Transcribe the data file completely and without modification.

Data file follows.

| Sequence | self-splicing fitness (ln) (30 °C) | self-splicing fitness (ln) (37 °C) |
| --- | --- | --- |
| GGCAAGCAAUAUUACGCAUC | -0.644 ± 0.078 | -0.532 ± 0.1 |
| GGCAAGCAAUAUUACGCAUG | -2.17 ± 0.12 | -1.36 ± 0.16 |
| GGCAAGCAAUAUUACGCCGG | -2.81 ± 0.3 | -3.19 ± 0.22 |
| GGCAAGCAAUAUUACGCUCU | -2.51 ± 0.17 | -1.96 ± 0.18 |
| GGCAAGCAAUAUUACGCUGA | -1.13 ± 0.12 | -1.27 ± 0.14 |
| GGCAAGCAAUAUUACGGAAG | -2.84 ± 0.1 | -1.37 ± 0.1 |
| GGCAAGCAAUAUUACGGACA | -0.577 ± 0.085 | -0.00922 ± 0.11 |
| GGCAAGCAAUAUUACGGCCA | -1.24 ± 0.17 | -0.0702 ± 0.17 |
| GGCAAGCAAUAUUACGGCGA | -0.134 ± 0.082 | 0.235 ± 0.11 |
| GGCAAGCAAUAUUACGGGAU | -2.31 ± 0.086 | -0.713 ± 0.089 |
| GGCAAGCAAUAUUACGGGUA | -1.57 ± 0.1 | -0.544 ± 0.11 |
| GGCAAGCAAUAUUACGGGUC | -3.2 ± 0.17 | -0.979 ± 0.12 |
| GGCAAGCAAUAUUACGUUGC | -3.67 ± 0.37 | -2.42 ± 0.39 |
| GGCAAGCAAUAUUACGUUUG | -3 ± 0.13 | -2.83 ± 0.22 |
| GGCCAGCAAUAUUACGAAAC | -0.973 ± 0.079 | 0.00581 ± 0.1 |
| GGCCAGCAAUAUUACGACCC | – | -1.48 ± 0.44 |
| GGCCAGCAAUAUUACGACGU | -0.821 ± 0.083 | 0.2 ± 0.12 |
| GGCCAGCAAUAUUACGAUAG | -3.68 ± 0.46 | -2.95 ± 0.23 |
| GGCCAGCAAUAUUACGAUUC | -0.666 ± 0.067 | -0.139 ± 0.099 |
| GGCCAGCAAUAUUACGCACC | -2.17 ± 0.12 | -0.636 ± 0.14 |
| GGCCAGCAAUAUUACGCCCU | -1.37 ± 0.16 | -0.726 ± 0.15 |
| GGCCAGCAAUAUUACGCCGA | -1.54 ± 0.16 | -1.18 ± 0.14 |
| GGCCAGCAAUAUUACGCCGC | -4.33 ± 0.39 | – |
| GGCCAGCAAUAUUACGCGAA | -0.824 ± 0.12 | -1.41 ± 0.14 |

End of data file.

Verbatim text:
| Sequence | self-splicing fitness (ln) (30 °C) | self-splicing fitness (ln) (37 °C) |
| --- | --- | --- |
| GGCAAGCAAUAUUACGCAUC | -0.644 ± 0.078 | -0.532 ± 0.1 |
| GGCAAGCAAUAUUACGCAUG | -2.17 ± 0.12 | -1.36 ± 0.16 |
| GGCAAGCAAUAUUACGCCGG | -2.81 ± 0.3 | -3.19 ± 0.22 |
| GGCAAGCAAUAUUACGCUCU | -2.51 ± 0.17 | -1.96 ± 0.18 |
| GGCAAGCAAUAUUACGCUGA | -1.13 ± 0.12 | -1.27 ± 0.14 |
| GGCAAGCAAUAUUACGGAAG | -2.84 ± 0.1 | -1.37 ± 0.1 |
| GGCAAGCAAUAUUACGGACA | -0.577 ± 0.085 | -0.00922 ± 0.11 |
| GGCAAGCAAUAUUACGGCCA | -1.24 ± 0.17 | -0.0702 ± 0.17 |
| GGCAAGCAAUAUUACGGCGA | -0.134 ± 0.082 | 0.235 ± 0.11 |
| GGCAAGCAAUAUUACGGGAU | -2.31 ± 0.086 | -0.713 ± 0.089 |
| GGCAAGCAAUAUUACGGGUA | -1.57 ± 0.1 | -0.544 ± 0.11 |
| GGCAAGCAAUAUUACGGGUC | -3.2 ± 0.17 | -0.979 ± 0.12 |
| GGCAAGCAAUAUUACGUUGC | -3.67 ± 0.37 | -2.42 ± 0.39 |
| GGCAAGCAAUAUUACGUUUG | -3 ± 0.13 | -2.83 ± 0.22 |
| GGCCAGCAAUAUUACGAAAC | -0.973 ± 0.079 | 0.00581 ± 0.1 |
| GGCCAGCAAUAUUACGACCC | – | -1.48 ± 0.44 |
| GGCCAGCAAUAUUACGACGU | -0.821 ± 0.083 | 0.2 ± 0.12 |
| GGCCAGCAAUAUUACGAUAG | -3.68 ± 0.46 | -2.95 ± 0.23 |
| GGCCAGCAAUAUUACGAUUC | -0.666 ± 0.067 | -0.139 ± 0.099 |
| GGCCAGCAAUAUUACGCACC | -2.17 ± 0.12 | -0.636 ± 0.14 |
| GGCCAGCAAUAUUACGCCCU | -1.37 ± 0.16 | -0.726 ± 0.15 |
| GGCCAGCAAUAUUACGCCGA | -1.54 ± 0.16 | -1.18 ± 0.14 |
| GGCCAGCAAUAUUACGCCGC | -4.33 ± 0.39 | – |
| GGCCAGCAAUAUUACGCGAA | -0.824 ± 0.12 | -1.41 ± 0.14 |